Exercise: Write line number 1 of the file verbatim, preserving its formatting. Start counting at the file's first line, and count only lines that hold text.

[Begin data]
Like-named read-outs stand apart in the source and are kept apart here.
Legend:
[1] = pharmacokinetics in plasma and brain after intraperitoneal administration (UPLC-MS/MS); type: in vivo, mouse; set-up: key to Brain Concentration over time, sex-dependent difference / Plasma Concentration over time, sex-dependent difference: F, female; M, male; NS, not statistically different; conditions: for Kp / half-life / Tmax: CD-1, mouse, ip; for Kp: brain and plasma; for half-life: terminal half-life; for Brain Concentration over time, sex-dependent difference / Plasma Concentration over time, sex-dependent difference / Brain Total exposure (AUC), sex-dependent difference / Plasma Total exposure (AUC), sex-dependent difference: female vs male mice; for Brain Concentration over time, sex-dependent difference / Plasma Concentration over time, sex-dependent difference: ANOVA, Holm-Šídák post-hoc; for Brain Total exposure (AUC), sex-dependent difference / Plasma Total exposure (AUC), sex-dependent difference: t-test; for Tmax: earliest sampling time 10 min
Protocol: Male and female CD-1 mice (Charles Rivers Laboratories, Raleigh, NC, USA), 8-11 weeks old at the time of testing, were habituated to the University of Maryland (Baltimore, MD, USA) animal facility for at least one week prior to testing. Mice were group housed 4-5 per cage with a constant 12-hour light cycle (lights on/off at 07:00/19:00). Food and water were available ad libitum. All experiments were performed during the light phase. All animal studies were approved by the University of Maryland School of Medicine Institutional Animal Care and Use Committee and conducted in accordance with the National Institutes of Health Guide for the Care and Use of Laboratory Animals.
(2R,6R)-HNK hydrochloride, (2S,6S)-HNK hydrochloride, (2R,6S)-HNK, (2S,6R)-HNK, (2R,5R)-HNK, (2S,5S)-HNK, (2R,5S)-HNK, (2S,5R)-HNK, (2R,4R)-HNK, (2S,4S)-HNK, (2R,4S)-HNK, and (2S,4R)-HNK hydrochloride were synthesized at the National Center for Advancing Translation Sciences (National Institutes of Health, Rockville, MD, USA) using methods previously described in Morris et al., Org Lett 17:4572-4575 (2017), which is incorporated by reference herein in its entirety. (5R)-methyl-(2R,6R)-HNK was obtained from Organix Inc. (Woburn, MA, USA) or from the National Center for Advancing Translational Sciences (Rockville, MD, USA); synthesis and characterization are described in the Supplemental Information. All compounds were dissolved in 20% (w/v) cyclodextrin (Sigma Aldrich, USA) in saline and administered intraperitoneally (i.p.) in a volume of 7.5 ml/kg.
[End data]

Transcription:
Like-named read-outs stand apart in the source and are kept apart here.